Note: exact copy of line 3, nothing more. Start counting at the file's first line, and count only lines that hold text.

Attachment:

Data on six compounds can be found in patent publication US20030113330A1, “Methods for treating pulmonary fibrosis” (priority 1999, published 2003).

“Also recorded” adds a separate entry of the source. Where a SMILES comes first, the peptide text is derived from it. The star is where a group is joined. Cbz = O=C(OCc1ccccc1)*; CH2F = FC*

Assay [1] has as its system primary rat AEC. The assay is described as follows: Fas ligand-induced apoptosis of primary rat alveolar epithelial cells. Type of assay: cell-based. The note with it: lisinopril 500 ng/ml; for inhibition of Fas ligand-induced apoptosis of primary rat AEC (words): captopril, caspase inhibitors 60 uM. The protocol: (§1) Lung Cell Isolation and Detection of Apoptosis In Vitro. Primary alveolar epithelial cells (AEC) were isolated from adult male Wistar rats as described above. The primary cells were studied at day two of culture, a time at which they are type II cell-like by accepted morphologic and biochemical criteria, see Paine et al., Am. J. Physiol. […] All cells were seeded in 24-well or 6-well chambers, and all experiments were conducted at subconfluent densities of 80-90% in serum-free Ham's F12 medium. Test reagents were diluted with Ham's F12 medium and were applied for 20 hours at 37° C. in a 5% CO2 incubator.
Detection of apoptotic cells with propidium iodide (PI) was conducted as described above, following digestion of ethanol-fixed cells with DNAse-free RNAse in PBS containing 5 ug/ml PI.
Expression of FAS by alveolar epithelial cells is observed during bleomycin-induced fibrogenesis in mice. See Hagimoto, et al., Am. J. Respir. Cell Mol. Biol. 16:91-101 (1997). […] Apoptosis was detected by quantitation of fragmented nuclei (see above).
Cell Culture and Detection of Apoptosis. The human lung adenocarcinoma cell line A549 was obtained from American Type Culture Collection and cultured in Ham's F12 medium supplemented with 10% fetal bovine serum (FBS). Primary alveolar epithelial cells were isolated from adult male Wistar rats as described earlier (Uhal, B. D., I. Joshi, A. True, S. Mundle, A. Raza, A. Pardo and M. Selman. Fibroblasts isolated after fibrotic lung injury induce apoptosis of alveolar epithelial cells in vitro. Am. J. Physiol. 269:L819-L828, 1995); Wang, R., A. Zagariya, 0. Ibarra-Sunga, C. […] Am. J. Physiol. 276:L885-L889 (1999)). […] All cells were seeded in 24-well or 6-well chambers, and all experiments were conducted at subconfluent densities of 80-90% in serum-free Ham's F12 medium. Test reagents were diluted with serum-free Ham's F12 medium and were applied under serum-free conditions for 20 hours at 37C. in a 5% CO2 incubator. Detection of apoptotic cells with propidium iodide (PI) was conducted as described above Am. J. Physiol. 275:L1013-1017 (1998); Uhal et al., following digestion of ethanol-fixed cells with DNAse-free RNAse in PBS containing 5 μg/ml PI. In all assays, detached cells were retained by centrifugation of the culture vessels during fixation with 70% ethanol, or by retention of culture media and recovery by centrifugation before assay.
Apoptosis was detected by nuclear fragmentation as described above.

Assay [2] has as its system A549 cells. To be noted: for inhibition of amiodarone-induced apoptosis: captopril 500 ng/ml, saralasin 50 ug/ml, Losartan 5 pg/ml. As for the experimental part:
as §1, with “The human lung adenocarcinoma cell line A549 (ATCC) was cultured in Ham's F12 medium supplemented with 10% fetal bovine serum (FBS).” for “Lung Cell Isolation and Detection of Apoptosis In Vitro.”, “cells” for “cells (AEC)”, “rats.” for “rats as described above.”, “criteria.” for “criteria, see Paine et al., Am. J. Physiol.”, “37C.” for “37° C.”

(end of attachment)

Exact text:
Assay [1] has as its system primary rat AEC. The assay is described as follows: Fas ligand-induced apoptosis of primary rat alveolar epithelial cells. Type of assay: cell-based. The note with it: lisinopril 500 ng/ml; for inhibition of Fas ligand-induced apoptosis of primary rat AEC (words): captopril, caspase inhibitors 60 uM. The protocol: (§1) Lung Cell Isolation and Detection of Apoptosis In Vitro. Primary alveolar epithelial cells (AEC) were isolated from adult male Wistar rats as described above. The primary cells were studied at day two of culture, a time at which they are type II cell-like by accepted morphologic and biochemical criteria, see Paine et al., Am. J. Physiol. […] All cells were seeded in 24-well or 6-well chambers, and all experiments were conducted at subconfluent densities of 80-90% in serum-free Ham's F12 medium. Test reagents were diluted with Ham's F12 medium and were applied for 20 hours at 37° C. in a 5% CO2 incubator.